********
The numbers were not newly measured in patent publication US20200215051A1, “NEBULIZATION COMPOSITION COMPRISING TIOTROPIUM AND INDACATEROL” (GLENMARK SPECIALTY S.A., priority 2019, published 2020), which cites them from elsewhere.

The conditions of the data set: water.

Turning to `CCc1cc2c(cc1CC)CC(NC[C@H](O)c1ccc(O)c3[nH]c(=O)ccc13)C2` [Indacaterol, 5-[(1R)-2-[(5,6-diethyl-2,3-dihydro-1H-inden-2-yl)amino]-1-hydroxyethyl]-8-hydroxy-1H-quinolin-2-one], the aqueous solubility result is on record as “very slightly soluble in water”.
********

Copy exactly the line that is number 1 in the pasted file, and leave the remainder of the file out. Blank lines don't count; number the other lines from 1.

The numbers were not newly measured in patent publication US20200215051A1, “NEBULIZATION COMPOSITION COMPRISING TIOTROPIUM AND INDACATEROL” (GLENMARK SPECIALTY S.A., priority 2019, published 2020), which cites them from elsewhere.